MCQ : Comparing characteristics of two photons

  • Thread starter Jahnavi
  • Start date
  • #1
Jahnavi
848
102

Homework Statement


Two photons.jpg


Homework Equations




The Attempt at a Solution



I am surely making some very silly mistake in this problem . Presuming linear momenta means magnitude of momentum , to me all four options look correct .

a) since wavelengths are same , energy is same which means momentum is same .option a) is correct .

Similarly b) , c) , d) are correct .

Or is it that the question is considering momentum as a vector (which it is ) but generally in these problems only magnitude of momentum is considered .

If this is the case , option d) is correct .

Please let me know which is correct .
 

Attachments

  • Two photons.jpg
    Two photons.jpg
    32.4 KB · Views: 522

Answers and Replies

  • #2
kuruman
Science Advisor
Homework Helper
Insights Author
Gold Member
2021 Award
11,834
4,849
I think the question wants you to consider momentum as a vector. Compare (a) and (d). Only one of them can be correct.
 
  • #3
Jahnavi
848
102
I think the question wants you to consider momentum as a vector. Compare (a) and (d). Only one of them can be correct.

I think d) will be correct .
 
  • #4
kuruman
Science Advisor
Homework Helper
Insights Author
Gold Member
2021 Award
11,834
4,849
I agree.
 
  • #5
Jahnavi
848
102
In the relation E = Pc for a photon, are both the terms on RHS (momentum and speed ) treated as vectors and is it that a dot product is taken so as to get the energy term E ?
 
  • #6
kuruman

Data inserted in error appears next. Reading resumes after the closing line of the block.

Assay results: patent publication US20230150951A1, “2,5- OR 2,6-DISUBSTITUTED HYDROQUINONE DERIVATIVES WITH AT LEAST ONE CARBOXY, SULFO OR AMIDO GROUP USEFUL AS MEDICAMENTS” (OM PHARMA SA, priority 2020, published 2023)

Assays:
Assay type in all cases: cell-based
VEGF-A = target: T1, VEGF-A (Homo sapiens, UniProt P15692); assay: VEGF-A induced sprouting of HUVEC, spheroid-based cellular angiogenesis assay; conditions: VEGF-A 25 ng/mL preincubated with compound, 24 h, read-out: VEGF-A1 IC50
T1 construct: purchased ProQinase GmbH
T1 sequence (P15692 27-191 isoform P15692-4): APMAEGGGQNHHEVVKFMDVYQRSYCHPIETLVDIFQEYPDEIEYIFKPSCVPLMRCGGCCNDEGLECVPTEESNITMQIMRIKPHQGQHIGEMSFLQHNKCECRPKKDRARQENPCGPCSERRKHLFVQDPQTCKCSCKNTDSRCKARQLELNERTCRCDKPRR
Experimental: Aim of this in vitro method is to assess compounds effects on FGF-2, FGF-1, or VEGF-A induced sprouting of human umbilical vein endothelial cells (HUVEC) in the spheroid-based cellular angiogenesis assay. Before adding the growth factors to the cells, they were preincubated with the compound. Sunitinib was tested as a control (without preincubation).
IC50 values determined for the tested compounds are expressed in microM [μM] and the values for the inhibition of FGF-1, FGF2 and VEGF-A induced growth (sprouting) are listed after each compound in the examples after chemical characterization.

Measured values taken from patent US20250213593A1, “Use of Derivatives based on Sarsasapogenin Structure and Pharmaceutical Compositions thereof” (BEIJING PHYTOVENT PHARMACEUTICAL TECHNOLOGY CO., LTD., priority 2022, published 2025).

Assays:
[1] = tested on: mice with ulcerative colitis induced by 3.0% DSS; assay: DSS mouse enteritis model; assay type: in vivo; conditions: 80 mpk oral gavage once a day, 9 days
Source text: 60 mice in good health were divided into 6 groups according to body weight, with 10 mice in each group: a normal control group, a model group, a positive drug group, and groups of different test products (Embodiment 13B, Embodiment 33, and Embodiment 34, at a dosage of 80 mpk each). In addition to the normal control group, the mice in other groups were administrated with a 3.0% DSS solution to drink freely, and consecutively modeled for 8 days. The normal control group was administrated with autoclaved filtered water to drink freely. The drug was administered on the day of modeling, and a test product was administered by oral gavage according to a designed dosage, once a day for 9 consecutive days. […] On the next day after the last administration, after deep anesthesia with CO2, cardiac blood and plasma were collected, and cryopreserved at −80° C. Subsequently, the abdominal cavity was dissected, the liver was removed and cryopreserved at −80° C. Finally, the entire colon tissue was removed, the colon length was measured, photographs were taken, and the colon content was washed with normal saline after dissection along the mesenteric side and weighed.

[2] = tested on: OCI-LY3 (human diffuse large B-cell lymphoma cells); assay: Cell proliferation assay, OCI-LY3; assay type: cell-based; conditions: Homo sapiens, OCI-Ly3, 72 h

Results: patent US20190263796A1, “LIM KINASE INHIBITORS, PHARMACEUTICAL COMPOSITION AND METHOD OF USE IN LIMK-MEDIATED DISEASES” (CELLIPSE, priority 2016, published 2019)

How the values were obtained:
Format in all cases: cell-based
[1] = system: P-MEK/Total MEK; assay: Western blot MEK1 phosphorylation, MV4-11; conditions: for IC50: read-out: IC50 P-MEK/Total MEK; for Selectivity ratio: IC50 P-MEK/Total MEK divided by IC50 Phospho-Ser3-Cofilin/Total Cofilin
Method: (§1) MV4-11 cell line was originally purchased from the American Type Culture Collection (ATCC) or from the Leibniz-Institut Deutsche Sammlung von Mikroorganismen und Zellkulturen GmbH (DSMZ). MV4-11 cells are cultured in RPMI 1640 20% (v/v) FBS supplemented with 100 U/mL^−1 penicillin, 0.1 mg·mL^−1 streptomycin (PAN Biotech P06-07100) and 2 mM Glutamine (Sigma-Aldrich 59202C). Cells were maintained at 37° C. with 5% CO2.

Science Advisor
Homework Helper
Insights Author
Gold Member
2021 Award
11,834
4,849
In the relation E = Pc for a photon, are both the terms on RHS (momentum and speed ) treated as vectors and is it that a dot product is taken so as to get the energy term E ?
##E=pc## is a scalar equation containing scalars only. I cannot think of a situation in which the momentum and the velocity are in different directions. Can you?
 
  • #7
Jahnavi
848
102
No :smile:

I asked because E = Pc doesn't involve vectors whereas in the OP direction of momentum vector was to be considered while relating to wavelength (energy ) .
 
  • #8
kuruman
Science Advisor
Homework Helper
Insights Author
Gold Member
2021 Award
11,834
4,849
No :smile:
I asked because E = Pc doesn't involve vectors whereas in the OP direction of momentum vector was to be considered while relating to wavelength (energy ) .
Yes, but as you have gathered already by now only (d) is necessarily correct. However, all four answers would be correct if the two photons travel in the same direction. The way one answers this question depends on one's assumptions. In my opinion it's not a well-crafted question because it leaves room for ambiguity. A well-crafted ##N## choice question should have one necessarily correct answer and ##N-1## choices that cannot possibly be correct.
 
Last edited:
  • #9
Jahnavi
848
102
Thanks !
 

Suggested for: MCQ : Comparing characteristics of two photons

  • Last Post
Replies
13
Views
950
Replies
4
Views
2K
Replies
2
Views
4K
  • Last Post
Replies
2
Views
2K
  • Last Post
Replies
10
Views
639
Replies
5
Views
2K
Replies
0
Views
1K
  • Last Post
Replies
1
Views
2K
  • Last Post
Replies
1
Views
1K
  • Last Post
Replies
2
Views
3K
Top